Rates are expected to end at 3.2% at the end of 2021, according to MBA’s forecast, down from 2.8% in the fourth quarter of 2020.
Buyers will eye foreclosed properties
A new source of properties may pop up that interests first-time homebuyers and investors: foreclosed homes for sale.
“When the forbearance lifts a lot of investors and first time homebuyers will be able to buy these properties, but prices won’t be similar to 2008 levels,” Fairweather said referring to findings by Redfin real estate agents.
Read more: Buying a foreclosed home: The full breakdown
The CARES Act passed in March 2020 required lenders to postpone mortgage payments up to 180 days to homeowners who experienced a pandemic-induced financial hardship. Homeowners also had the option to receive another 180 days extension if they qualified.
As of January 2021, there are about 2.7 million homeowners in forbearance plans, according to the MBA. If these homeowners continue to struggle after their forbearance plans end, they may end up losing their homes.
Renters will need more help
Protections for struggling renters are set to expire this year. The federal eviction moratorium has been extended until the end of January, while renters in multifamily homes backed by government agencies have eviction protections until the end of March.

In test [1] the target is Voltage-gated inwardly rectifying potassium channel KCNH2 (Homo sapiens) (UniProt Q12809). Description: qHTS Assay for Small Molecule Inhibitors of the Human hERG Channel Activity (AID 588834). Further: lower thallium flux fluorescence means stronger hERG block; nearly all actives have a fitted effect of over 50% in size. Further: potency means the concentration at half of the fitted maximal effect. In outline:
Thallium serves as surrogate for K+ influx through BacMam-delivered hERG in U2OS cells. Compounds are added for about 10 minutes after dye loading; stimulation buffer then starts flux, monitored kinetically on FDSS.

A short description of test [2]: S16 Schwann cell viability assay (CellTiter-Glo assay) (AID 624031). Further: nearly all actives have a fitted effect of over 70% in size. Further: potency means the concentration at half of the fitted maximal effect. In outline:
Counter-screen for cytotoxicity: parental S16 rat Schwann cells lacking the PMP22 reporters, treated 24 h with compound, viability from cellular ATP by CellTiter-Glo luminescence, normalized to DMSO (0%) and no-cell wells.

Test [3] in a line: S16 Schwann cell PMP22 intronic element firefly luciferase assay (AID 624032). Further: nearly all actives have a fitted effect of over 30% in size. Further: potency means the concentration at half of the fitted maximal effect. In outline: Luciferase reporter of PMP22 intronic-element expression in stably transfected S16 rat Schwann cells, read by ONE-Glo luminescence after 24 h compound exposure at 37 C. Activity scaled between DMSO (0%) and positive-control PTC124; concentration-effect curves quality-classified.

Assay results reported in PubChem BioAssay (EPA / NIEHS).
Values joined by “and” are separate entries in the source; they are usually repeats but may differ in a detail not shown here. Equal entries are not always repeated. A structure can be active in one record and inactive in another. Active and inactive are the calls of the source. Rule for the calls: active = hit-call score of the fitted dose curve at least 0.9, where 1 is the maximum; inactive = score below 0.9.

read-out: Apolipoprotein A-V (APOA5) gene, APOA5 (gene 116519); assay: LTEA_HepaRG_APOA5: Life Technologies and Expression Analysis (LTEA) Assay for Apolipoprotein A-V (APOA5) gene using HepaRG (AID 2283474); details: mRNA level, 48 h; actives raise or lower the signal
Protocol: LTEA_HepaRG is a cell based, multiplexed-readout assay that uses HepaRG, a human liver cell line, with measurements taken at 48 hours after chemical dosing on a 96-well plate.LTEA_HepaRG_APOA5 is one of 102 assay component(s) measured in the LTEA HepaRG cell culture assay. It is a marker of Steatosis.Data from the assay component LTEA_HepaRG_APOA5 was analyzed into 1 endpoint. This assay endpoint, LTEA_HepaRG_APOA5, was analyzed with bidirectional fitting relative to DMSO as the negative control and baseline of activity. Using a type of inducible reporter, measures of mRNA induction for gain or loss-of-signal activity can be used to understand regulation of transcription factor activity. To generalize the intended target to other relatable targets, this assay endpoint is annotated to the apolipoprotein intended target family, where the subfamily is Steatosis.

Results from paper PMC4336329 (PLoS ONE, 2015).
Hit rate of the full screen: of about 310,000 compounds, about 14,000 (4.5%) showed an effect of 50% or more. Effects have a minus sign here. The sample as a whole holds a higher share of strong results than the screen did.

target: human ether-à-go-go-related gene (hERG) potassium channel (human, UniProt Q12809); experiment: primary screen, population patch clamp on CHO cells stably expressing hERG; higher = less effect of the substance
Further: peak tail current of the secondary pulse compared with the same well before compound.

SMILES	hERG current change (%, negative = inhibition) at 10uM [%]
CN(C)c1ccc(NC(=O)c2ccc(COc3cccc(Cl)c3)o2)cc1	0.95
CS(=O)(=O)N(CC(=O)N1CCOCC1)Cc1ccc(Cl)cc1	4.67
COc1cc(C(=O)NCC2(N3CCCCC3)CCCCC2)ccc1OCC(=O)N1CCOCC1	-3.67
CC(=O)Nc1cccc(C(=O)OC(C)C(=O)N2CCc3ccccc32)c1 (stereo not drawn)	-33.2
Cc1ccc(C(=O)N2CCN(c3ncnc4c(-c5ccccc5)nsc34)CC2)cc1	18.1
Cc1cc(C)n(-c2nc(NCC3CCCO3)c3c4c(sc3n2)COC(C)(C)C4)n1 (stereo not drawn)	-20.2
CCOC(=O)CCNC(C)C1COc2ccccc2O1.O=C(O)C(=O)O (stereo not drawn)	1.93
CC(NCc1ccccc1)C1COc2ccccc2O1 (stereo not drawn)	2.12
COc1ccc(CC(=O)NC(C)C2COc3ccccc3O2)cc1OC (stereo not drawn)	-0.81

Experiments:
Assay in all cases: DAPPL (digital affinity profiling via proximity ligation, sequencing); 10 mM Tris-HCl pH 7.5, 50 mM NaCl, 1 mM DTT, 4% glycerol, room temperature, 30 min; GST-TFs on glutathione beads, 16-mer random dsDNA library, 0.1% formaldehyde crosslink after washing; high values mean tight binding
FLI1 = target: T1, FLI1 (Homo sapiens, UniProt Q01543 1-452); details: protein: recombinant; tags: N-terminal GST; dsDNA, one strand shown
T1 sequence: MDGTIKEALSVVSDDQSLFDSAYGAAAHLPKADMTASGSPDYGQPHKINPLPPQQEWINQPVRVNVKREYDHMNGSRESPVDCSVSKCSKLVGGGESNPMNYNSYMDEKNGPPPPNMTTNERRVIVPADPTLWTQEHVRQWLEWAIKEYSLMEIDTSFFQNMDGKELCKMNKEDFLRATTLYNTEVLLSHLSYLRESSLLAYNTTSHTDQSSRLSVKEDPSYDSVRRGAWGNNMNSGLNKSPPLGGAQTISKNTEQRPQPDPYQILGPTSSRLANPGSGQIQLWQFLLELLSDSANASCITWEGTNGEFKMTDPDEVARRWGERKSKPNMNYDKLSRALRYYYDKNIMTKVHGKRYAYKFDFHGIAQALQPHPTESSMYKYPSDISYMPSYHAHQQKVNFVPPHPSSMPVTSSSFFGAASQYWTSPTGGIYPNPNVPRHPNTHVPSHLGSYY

Still, Congress will need to continue to address the issue of rental evictions, experts said.
“The problem is that initiatives like rental assistance and eviction protection are temporary Band-Aids that were never meant to be a long-term solution. It's a patch — and nothing more,” said Jeremey Sopko, CEO at Nations Lending Corp., a mortgage lender. “It'll provide temporary relief, but you still need to address the problem at its core, and that problem is a real behemoth: a massive wealth gap and inequality that seems to be getting worse by the day.”
Builders will flock to suburbs
As privately owned housing units in permit areas saw a 14% uptick year-over year in November 2020, according to New Residential Construction data from the Census Bureau, experts expressed larger optimism for housing construction in 2021.
“It’s a really good year for building and I think working from home is going to fuel more residential construction,” Fairweather said. “The strongest demand is single family homes in suburban and rural areas since it’s cheaper for builders and easier to get permits.”
Credit requirements will ease
For the months ahead, experts predict that credit requirements will stabilize for top lenders.
Last year, banks such as JPMorgan Chase raised its minimum credit score to 700 and required a 20% down payment for most mortgages to hedge against consumer defaults and forbearances during the pandemic.
But experts don’t see tighter credit preventing new homebuyers from entering the market. They also expect the so-called QM patch will remain intact for at least the early part of the year.
Read more: How to get the best mortgage deal
The QM patch — otherwise known as the qualified mortgage rule that was enacted by the CFPB after the financial crisis — required lenders to verify a borrower’s ability to repay their mortgage by making sure their debt-to-income ratio didn’t exceed 43%. Under the QM patch, loans backed by Freddie Mac and Fannie Mae were allowed to exceed that 43% debt-to-income ratio.
In October, the Consumer Finance Protection Bureau extended the patch — it was supposed to expire January 10 — until the qualified mortgage rule is revised and sets a new expiration date.